members of the adoptive triad, including birth mothers and fathers;

adoptive mothers and fathers; and the adopted persons. The

continuum of care from foster care (or orphanage) to kinship,

guardianship or adoption is an important foundation of understanding

necessary to be competent in working with families and children in the

world of adoption. 


For more information please contact: 
Mary Limerick [email protected]  




New York 

 Click Here for NY Adoption Class Information 

 Click Here NY Class Outline  

Advanced Consultation/Supervision 

in Adoption and Complex Blended Families

Pre-Registration Required

Full six-session course $2000.00

(Some Scholarships at $1,800.00)

MC/Visa or check accepted

MC/VISA or Check accepted

Additional for CEU's

The Launch of "Gazillion Voices" - The LGA Magazine  Click Here
Welcome to Land of Gazillion Adoptees. We are devoted to doing our small part in the important endeavor of highlighting the expertise, accomplishments, programs, projects, and stories of the thousands of Minnesota adoptees and their counterparts living elsewhere in the US and beyond. Our aims is to be "adoptee-centric" by: challenging the adoption status quo; challenging the traditional adoption narrative; challenging adoptees; and being challenged by all, be the challengers be adoptees or otherwise.



 Adoptive Couple v. Baby Girl the United States Supreme Court upheld the Indian Child Welfare Act (ICWA)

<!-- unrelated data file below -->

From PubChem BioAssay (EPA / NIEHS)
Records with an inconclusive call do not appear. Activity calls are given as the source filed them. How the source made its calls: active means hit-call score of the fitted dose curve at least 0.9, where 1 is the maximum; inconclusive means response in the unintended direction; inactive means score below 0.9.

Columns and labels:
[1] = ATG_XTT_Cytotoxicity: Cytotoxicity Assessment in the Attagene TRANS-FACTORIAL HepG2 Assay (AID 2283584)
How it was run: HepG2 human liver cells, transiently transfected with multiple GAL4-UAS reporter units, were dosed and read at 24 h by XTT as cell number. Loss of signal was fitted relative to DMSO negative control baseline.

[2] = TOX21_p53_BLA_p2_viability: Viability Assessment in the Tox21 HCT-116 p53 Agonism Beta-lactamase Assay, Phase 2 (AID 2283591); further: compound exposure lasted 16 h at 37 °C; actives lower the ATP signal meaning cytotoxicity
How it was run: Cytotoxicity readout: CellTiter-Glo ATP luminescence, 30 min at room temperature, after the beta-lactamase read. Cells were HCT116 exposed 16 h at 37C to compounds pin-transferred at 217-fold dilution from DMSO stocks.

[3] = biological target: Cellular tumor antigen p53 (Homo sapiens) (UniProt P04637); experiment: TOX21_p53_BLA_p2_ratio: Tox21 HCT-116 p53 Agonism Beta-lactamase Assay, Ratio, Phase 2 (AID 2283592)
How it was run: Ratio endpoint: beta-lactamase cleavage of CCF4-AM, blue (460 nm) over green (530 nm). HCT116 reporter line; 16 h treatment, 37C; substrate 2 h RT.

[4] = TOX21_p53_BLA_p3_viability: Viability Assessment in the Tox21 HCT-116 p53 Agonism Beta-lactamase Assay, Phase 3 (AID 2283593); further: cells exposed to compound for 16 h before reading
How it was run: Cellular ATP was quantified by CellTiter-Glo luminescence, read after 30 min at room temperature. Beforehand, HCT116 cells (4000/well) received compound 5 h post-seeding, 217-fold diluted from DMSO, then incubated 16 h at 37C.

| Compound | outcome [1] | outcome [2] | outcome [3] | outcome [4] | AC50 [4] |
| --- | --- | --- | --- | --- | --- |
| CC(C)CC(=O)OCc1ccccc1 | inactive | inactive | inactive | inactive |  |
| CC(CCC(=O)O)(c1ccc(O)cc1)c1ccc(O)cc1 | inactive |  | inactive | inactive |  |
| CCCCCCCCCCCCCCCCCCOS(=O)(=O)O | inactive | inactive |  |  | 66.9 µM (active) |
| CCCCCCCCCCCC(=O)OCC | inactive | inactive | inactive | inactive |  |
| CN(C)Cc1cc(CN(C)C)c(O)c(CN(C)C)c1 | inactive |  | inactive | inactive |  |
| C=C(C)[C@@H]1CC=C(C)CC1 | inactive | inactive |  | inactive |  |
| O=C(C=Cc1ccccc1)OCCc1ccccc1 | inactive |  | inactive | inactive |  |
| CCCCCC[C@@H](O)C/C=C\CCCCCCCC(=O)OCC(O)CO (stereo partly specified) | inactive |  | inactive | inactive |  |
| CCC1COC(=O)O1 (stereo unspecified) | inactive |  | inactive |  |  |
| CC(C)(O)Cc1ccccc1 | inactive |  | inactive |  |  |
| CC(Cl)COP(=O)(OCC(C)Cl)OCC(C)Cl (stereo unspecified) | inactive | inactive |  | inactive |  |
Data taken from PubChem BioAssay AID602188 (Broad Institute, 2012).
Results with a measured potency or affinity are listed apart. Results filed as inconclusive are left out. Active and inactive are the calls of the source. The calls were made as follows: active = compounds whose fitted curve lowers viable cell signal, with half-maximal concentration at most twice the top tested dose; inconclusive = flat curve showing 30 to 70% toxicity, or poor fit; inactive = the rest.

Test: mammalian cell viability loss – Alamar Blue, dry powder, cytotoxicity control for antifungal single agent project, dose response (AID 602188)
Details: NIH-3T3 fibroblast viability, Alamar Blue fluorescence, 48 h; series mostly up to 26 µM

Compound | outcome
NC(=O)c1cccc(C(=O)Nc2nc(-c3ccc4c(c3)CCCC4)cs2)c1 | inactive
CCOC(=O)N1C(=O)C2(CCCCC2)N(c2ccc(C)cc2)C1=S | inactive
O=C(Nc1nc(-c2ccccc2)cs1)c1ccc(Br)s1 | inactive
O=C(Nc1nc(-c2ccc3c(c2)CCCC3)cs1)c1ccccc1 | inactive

I'm very shocked at the "Whoop Whoop" (which seems racist), and cheering of many of the adoption groups on FaceBook. I don't think that they realize the bigger picture of this decision regarding Baby Veronica and the ICWA (Indian Child Welfare Act).  

I don't know enough about the detailed particulars of this one case, but the child spent about 27 months with prospective adopting parents and then was moved to her birth father and has spent the most recent nearly 24 months with him. Are you saying the court now wants to remove her and transfer her once again? 

It appears that the professionals did not do their job ethically early on if the birthfather, his family, and his tribe were not addressed as soon as possible after the birth of the child. From what I have read, they did not spell the father's name correctly in the beginning, and so they didn't see that he was registered as a Cherokee. I don't know enough to say that the child is 'better off' staying with the loving parents who have cared for her since soon after her birth or with her father and his extended family/tribe who cherish her and fought for her and are forever connected to her. I do, however, know that the ruling by the Supremes is not a good one.